Monday, March 7, 2016

DIY Copper Trellis Tutorial

Are you ready for Spring?  I know I am!  We had an easy Winter here in Michigan, but I'm still excited for the warm days of Spring.  I'm most excited about being able to get back in the yard and garden.  I made this copper trellis last Winter and had it out in the yard last Summer.  It's an easy project and can make a huge impact in your landscaping.  This is the perfect project to make now during the last couple of weeks of Winter as you wait for Spring!

Supplies you will need:
A.  (7) 5' long 1/2 diameter copper pipes
B.  (24) copper tees; 1/2" size
C.  (4) end caps; 1/2" size
D.  (4) 45 degree connectors; 1/2" size
E.  (2) 90 degree connectors; 1/2" size
F.  Gorilla Glue
G.  Pipe or tube cutter (make sure you buy one designed for copper or brass)
H.  Permanent marker
I.  Tape measure

OK, now you can get to work cutting your copper pipes!  Here's what you need:

- (14) 10" long pieces
- (16) 1" long pieces
- (8) 20" long pieces
- (4) 12" long pieces
- (2) 10.5" long pieces

Use your tape measure and permanent marker to mark where you will need to cut.  The pipe cutter takes a bit getting used to, but once you do, it's very easy to use.

Now, the fun part!  Make sure to wear gloves to protect your hands when you glue your pipe together.  Trust me, the Gorilla Glue is strong stuff - you do not want it on your skin!

Gather 4 of the 10" pipe lengths and 8 copper tees.  Glue one tee to each end.  Squeeze glue to the inside of the tees, and insert pipe.   Use a flat surface so that the tees are lined up on each side. 

Next, gather 4 of the 1" pieces.  Glue to the inside of 2 of the copper tees and pipe units.  See photo below:

Place the 2 pipe units without the 1" pieces standing upright on a flat surface.  Take the 2 units with the 1" pieces and place perpendicular to the other units.  Glue together at 4 connection points.

This photo explains what I'm talking about a little better.  The 1" pieces disappear between the 2 tee pieces.

Repeat this entire process two more times until you have a total of 3 units that look just like the photo above. 

Let pieces dry for several hours or overnight.

Now, take 4 of the 20" long pieces and glue to one of the units you made earlier.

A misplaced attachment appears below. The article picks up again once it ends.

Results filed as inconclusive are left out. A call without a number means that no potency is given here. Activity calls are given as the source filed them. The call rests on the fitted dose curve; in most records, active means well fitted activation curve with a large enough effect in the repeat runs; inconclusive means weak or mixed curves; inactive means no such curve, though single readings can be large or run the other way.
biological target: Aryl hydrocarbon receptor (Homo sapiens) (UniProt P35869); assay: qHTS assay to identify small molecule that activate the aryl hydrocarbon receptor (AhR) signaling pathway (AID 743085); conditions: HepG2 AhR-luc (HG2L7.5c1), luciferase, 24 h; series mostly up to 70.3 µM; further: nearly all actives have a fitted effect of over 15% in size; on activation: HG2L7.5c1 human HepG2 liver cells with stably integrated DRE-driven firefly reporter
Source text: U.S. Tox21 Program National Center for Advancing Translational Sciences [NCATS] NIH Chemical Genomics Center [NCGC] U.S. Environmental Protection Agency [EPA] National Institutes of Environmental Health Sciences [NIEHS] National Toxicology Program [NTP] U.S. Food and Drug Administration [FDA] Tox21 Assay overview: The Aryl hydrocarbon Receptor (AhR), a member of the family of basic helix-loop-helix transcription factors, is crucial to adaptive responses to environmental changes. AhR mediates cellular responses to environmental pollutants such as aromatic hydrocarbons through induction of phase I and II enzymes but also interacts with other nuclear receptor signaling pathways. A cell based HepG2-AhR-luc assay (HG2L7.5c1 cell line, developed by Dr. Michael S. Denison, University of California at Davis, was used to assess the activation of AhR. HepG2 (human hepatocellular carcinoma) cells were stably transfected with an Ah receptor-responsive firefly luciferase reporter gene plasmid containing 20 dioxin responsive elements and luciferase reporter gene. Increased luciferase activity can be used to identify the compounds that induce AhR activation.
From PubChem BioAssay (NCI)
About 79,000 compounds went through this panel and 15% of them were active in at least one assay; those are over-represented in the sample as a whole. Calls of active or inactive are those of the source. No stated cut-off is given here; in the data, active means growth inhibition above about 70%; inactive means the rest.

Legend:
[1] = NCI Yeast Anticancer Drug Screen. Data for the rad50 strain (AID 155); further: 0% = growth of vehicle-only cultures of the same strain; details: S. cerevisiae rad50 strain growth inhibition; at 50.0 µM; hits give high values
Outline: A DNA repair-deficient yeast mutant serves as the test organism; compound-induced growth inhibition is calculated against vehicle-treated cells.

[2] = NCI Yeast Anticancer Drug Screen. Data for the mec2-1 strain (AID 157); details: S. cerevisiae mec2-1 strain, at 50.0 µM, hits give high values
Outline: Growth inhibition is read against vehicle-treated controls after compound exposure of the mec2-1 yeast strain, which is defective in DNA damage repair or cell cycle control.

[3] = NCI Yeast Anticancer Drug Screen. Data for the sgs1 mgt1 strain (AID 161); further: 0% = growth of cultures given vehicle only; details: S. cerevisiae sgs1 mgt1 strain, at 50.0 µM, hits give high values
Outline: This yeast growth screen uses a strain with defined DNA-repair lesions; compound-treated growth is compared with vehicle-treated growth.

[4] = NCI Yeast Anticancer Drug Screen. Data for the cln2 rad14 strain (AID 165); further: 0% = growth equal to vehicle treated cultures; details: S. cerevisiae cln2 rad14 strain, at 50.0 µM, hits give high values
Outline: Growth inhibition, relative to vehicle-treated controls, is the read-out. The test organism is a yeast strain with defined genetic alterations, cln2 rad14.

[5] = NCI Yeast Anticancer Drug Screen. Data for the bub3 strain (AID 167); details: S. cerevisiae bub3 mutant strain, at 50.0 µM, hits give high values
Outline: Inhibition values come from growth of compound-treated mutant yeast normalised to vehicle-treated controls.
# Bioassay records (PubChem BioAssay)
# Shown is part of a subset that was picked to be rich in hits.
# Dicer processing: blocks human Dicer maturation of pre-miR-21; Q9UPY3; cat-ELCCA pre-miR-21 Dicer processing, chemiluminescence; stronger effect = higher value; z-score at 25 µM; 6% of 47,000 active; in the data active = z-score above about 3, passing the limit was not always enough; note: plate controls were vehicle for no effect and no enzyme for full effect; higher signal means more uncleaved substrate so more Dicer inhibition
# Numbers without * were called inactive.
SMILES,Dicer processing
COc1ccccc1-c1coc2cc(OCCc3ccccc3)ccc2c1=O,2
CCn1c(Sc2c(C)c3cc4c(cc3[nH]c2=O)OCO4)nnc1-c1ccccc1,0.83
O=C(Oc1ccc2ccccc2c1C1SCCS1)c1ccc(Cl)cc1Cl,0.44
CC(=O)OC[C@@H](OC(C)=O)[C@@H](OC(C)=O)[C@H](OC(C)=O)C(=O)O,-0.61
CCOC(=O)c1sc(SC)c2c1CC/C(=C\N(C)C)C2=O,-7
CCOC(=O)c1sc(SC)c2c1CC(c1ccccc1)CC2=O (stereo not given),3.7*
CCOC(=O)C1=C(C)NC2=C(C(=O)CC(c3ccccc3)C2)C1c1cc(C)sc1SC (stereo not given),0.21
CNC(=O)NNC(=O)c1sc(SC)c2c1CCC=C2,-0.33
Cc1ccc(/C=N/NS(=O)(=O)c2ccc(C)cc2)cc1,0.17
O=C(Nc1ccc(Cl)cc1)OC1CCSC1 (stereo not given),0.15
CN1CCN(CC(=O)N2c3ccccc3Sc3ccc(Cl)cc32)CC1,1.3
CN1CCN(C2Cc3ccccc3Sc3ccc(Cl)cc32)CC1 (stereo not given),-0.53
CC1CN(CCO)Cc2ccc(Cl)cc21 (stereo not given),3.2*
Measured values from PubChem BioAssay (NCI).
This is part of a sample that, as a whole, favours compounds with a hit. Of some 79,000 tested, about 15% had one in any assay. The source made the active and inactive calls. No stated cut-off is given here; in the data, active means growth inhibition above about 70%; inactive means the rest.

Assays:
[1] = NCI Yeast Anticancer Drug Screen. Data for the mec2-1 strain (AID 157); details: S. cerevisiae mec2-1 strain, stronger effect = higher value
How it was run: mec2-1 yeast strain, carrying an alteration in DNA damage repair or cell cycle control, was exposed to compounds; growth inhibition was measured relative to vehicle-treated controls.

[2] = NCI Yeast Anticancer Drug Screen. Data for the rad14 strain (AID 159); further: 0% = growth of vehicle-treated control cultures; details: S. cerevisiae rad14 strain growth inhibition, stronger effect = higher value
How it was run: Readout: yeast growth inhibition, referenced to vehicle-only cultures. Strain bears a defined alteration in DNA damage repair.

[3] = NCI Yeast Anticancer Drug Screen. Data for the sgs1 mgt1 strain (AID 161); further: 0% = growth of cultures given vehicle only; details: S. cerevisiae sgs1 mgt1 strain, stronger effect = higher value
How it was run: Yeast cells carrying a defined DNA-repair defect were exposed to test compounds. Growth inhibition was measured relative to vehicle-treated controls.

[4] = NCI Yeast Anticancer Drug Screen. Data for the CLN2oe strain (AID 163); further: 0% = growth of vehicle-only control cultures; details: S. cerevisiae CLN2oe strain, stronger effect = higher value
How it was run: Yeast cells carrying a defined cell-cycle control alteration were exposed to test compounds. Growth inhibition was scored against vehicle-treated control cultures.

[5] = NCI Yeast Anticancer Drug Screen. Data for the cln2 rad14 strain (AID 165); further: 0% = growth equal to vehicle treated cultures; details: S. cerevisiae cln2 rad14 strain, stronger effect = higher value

Glue another unit on top of the 20" pipes and then glue on 4 more 20" pieces. 

Glue the final unit to the top of the (4) 20" pieces.  Glue 4 more of the 1" pieces to the very top.

Almost done!  Glue a 45 degree connector piece to each of the 1" pieces at the top.  Glue the 45 degree connector so that it is facing the center of the trellis.

Take one of the 90 degree connector pieces and glue a 10" piece to each side.

Glue to two of the 45 degree connector pieces on the trellis located at opposite corners.

Take the other 90 degree connector piece and glue a 10.5" piece to each side.  Glue this to the 2 remaining 45 connector pieces on the trellis.

Glue an end cap to each end of the 12" long pipe pieces.  Place the trellis on its side and glue each of the 12" pieces to the bottom the trellis.  Let dry overnight before using.

Here is a shot of the trellis after I finished it but before anything was growing on it:

Here are a few completed photos.  Like I mentioned, it was Winter when I made this, so I was thrilled when the weather warmed up and I was able to put the trellis to good use in our landscaping.  I found the perfect spot in our front yard and planted Morning Glories at the base of the trellis.

The Morning Glories seemed to love the trellis - they grew like crazy!

By August, the trellis was almost completely covered in vines.  I think it's so pretty and I loved how it looked in our front landscape.  I think I'll be putting it in the same spot this year.

I have a few other recommendations for what to grow on the trellis.  Clematis (A) is one of my favorite perennial vines.  There are so many beautiful varieties.  I'm thinking this copper trellis could be a very elegant and pretty alternative to a traditional tomato cage (B).  Hyacinth Bean (C) is one of my very favorite annual vines!  It grows quickly and the flower spikes are gorgeous.  The flowers dry into pods with seeds.  You can easily dry the seeds and then grow again the following year.

I've shared this post with Marty at her Inspire Me Tuesday Party.


  1. Alissa,
    You put so much effort into these lovely DIY posts. The photography is breathtaking. You are an expert and inspiration on so many creative fronts. Thank you for sharing your talents. --Tammy

  2. I LOVE this. One of my very first pins on Pinterest was a copper trellis. :) I've been wracking my brain trying to come up with an Easter gift for my mom and sister. I usually do a perennial or mixed pot, but I'm TOTALLY making them each one of these. Thanks for the inspiration!

  3. This is so great, Alissa! Hope y'all had a wonderful Easter. :)

  4. This is a neat project. I love copper you've given me some ideas for smaller trellis options, thank you! Great tips and instruction too, what a great structure for those morning glories.

    Carole @ Garden Up Green.

  5. What a beautiful, graceful structure! Your directions and photos are clear and easy to follow, and I'm very grateful for the gluing instructions! I'm going to make this for my new garden in my new house - thanks for sharing!

  6. Thank you! The end caps go on the very bottom of the four legs - they finish off the bottom so no dirt gets up in the legs. Have fun making this!


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